Can music help us understand information better and improve learning?
Did you know that when words are put to song, our brains track those words more accurately than when they are spoken? Our lab showed that in two past studies, but there are no studies that have looked at how better neural tracking of songs relates to real-world outcomes like word comprehension or understanding the meaning of a story. We were JUST awarded a GRAMMY Museum Grant to carry out a series of studies in the lab and in the language learning classroom to better understnad how brain measures related to behaviour! We propose to use mobile EEG in the classroom and in the lab to determine how neural tracking of song and speech relates to language comprehension, intelligibility, and memory. Our results will add the scientists general knowledge about brain-behaviour relaiotnships and has the potentional to inform classroom instruction and interventions for individuals who struggle with listening and reading.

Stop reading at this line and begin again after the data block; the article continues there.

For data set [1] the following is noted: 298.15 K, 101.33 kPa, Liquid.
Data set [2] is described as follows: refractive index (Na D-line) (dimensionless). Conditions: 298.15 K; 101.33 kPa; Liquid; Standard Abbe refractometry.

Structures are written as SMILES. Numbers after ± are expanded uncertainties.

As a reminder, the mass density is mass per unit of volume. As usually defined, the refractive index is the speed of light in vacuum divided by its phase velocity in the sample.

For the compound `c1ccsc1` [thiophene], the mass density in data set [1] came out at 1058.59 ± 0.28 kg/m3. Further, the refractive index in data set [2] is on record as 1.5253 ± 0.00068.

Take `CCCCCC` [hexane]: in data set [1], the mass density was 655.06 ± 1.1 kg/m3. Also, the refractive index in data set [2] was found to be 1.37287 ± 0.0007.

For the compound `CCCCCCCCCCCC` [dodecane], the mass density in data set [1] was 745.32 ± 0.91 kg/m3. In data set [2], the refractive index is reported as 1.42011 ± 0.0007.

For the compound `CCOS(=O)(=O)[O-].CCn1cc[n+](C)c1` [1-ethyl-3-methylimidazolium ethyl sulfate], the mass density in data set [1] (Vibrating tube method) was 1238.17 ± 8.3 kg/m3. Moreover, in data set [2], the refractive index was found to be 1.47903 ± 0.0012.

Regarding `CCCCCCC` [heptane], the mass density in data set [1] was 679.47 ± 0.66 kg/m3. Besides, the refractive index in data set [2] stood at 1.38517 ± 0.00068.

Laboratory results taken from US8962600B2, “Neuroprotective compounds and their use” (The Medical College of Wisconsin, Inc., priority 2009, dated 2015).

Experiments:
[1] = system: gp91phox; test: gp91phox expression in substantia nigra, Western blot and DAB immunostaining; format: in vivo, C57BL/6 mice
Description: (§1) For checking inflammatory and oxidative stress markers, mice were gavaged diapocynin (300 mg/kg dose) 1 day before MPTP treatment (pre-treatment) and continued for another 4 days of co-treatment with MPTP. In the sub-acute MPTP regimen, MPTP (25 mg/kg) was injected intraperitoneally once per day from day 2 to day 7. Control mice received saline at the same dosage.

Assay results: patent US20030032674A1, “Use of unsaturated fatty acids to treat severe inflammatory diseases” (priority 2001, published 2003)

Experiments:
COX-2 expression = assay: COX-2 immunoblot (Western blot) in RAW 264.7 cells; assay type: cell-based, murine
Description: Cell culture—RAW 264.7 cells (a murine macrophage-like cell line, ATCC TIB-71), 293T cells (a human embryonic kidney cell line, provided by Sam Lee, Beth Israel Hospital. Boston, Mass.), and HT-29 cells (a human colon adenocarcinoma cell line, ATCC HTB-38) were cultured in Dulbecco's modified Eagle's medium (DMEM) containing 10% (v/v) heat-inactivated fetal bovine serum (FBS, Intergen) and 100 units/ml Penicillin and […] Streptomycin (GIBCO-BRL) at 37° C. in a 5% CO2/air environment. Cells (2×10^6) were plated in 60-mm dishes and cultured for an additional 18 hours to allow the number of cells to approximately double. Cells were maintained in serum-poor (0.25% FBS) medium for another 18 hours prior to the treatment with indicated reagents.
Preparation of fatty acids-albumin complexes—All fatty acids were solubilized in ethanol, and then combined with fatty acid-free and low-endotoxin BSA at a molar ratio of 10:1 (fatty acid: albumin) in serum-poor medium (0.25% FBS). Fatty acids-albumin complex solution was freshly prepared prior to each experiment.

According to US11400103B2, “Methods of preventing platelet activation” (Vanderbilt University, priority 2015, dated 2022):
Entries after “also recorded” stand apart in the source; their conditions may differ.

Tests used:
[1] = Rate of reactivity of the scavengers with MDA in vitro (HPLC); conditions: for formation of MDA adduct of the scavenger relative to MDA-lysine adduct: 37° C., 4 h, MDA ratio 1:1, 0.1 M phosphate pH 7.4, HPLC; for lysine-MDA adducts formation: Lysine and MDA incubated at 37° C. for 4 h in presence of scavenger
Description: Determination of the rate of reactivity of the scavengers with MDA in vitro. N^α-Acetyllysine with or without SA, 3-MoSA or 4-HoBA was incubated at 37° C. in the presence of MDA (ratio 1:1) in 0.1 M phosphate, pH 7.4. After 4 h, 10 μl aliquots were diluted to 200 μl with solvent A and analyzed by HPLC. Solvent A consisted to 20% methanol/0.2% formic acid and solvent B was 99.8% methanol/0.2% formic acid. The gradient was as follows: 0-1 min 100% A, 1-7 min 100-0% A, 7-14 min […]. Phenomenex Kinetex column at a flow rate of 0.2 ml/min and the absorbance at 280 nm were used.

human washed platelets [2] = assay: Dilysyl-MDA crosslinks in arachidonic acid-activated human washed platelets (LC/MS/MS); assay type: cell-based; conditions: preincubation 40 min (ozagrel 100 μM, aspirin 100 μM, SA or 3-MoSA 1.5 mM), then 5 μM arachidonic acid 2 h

Dr. Anna Czepiel, our new postdoctoral fellow, will lead the studies with her expertise in naturalistic study designs and is a co-PI on the GRAMMY grant we just recieved. Dr. Czepiel also recently won a prestigious UTM postdoctoral fellowship to support this and other work at UTM for the next two years! Congrats, Anna!
Did we really get a GRAMMY? Well, the GRAMMY Museum Grant Program is funded by the Recording Academy and they handed out 14 awards (a total of $200,000 USD) for music science and preservation this year. Our GRAMMY was 1 of only 4 scientific awards this year, so we are very honoured and excited to use these funds to carry out some rigorous music science! We'll keep our eye out for an actually golden GRAMMY award...
Check out the other GRAMMY science and preservation winners here
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